“When talking about Islamophobia, we mean anti-Muslim racism. As Anti-Semitism Studies has shown, the etymological components of a word do not necessarily point to its complete meaning, nor how it is used. Such is also the case with Islamophobia Studies. Islamophobia has become a well-known term used in academia as much as in the public sphere. Criticism of Muslims or of the Islamic religion is not necessarily Islamophobic. Islamophobia is about a dominant group of people aiming at seizing, stabilising and widening their power by means of defining a scapegoat – real or invented – and excluding this scapegoat from the resources/rights/definition of a constructed ‘we’. Islamophobia operates by constructing a static ‘Muslim’ identity, which is attributed in negative terms and generalised for all Muslims. At the same time, Islamophobic images are fluid and vary in different contexts, because Islamophobia tells us more about the Islamophobe than it tells us about the Muslims/Islam”.5

The Muslim Council of Britain gives us this definition:

In our reporting, Islamophobia includes when someone or something is targeted, discriminated against or excluded in any way, due to their/its actual or perceived Muslim identity. It also includes prejudice that promotes fear against Muslims and Islam.

It is better to have the term described from a Muslim context as this is the definition that Muslim organisations are seeking to base their definition of what a hate crime is in Europe and the UK in order to eradicate any meaningful debate on Islam.  They have brought the two things together – Islamophobia = hate crime.  Therefore Islamophobia should be punished by law and eradicated from society.  Nothing more, or less, that the implementation of Sharia law when it comes to dissent or criticism of anything Islamic.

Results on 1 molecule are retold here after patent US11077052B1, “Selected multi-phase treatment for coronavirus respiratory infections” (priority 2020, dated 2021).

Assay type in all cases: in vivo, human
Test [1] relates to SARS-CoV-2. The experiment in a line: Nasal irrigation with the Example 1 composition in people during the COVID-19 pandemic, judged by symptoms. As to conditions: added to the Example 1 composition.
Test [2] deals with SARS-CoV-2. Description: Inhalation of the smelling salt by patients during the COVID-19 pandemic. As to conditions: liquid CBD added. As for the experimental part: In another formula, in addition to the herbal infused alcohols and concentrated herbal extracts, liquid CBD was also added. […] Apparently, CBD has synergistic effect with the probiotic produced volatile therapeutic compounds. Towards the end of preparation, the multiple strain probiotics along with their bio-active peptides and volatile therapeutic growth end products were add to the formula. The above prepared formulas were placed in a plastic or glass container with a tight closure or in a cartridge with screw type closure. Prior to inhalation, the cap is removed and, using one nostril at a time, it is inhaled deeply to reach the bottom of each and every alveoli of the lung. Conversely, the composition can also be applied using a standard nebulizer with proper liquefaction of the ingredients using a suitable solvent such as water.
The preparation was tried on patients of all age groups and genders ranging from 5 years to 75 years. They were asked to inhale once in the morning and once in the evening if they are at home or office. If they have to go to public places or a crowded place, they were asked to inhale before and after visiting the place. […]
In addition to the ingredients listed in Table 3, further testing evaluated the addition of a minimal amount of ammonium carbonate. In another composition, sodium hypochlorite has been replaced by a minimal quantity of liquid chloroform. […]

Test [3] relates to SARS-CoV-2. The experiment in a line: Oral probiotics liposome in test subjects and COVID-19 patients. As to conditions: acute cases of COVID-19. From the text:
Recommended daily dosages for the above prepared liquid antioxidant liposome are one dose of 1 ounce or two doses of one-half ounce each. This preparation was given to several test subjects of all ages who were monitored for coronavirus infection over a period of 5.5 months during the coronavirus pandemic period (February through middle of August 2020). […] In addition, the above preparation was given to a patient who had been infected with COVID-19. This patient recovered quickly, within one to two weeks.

The attached video is an interview with Raheel Raza a Muslim reformer from Canada.  This interview is very interesting when it comes to the whole debate on Islamophobia, its origins, and usage today.  If only our politicians and other elite were as clear-headed in their thinking.

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The Honor Diaries – an introduction

The Honor Diaries – an introduction

Honor Diaries

I would advise those interested in work challenging the paralyzing political correctness that prevents many from identifying, understanding and addressing this international human rights disaster which is the treatment of women by Islam.

If you really want to understand what women are facing then connect to this project.  Why is it so wrong for the West to have close ties with Saudi Arabia?  Follow the link to their site here.

HONOR DIARIES FEATURES NINE COURAGEOUS WOMEN’S RIGHTS ADVOCATES WITH CONNECTIONS TO MUSLIM-MAJORITY SOCIETIES WHO ARE ENGAGED IN A DIALOGUE ABOUT GENDER INEQUALITY.

These women, who have witnessed firsthand the hardships women endure, are profiled in their efforts to affect change, both in their communities and beyond.

The film gives a platform to exclusively female voices and seeks to expose the paralyzing political correctness that prevents many from identifying, understanding and addressing this international human rights disaster.  Freedom of movement, the right to education, forced marriage, and female genital mutilation are some of the systematic abuses explored in depth.

Spurred by the Arab Spring, women who were once silent are starting to speak out about gender inequality and are bringing visibility to a long history of oppression. This project draws together leading women’s rights activists and provides a platform where their voices can be heard and serves as inspiration to motivate others to speak out.

More than a movie, Honor Diaries is a movement meant to inspire viewers to learn more about issues facing women in Muslim-majority societies, and to act for change.

Originally posted 2016-06-30 00:02:14. Republished by Blog Post Promoter